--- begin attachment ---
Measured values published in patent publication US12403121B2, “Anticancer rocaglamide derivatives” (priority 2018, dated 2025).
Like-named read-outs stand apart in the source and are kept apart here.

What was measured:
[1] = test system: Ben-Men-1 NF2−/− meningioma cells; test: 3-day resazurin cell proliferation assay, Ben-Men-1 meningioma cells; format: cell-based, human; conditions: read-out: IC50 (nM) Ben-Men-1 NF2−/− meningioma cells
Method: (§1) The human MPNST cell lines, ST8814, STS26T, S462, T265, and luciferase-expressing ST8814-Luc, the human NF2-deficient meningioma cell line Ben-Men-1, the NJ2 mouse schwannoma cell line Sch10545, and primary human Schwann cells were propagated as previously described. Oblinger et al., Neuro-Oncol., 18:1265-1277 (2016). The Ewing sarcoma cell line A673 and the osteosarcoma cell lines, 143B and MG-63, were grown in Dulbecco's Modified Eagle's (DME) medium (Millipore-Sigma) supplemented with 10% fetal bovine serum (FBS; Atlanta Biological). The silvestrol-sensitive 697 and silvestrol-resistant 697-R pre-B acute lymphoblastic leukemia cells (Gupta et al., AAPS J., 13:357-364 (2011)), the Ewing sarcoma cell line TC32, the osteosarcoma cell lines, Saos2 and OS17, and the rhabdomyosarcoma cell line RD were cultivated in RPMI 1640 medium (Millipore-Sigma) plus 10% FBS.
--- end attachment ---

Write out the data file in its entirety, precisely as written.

Measured values published in patent publication US12403121B2, “Anticancer rocaglamide derivatives” (priority 2018, dated 2025).
Like-named read-outs stand apart in the source and are kept apart here.

What was measured:
[1] = test system: Ben-Men-1 NF2−/− meningioma cells; test: 3-day resazurin cell proliferation assay, Ben-Men-1 meningioma cells; format: cell-based, human; conditions: read-out: IC50 (nM) Ben-Men-1 NF2−/− meningioma cells
Method: (§1) The human MPNST cell lines, ST8814, STS26T, S462, T265, and luciferase-expressing ST8814-Luc, the human NF2-deficient meningioma cell line Ben-Men-1, the NJ2 mouse schwannoma cell line Sch10545, and primary human Schwann cells were propagated as previously described. Oblinger et al., Neuro-Oncol., 18:1265-1277 (2016). The Ewing sarcoma cell line A673 and the osteosarcoma cell lines, 143B and MG-63, were grown in Dulbecco's Modified Eagle's (DME) medium (Millipore-Sigma) supplemented with 10% fetal bovine serum (FBS; Atlanta Biological). The silvestrol-sensitive 697 and silvestrol-resistant 697-R pre-B acute lymphoblastic leukemia cells (Gupta et al., AAPS J., 13:357-364 (2011)), the Ewing sarcoma cell line TC32, the osteosarcoma cell lines, Saos2 and OS17, and the rhabdomyosarcoma cell line RD were cultivated in RPMI 1640 medium (Millipore-Sigma) plus 10% FBS.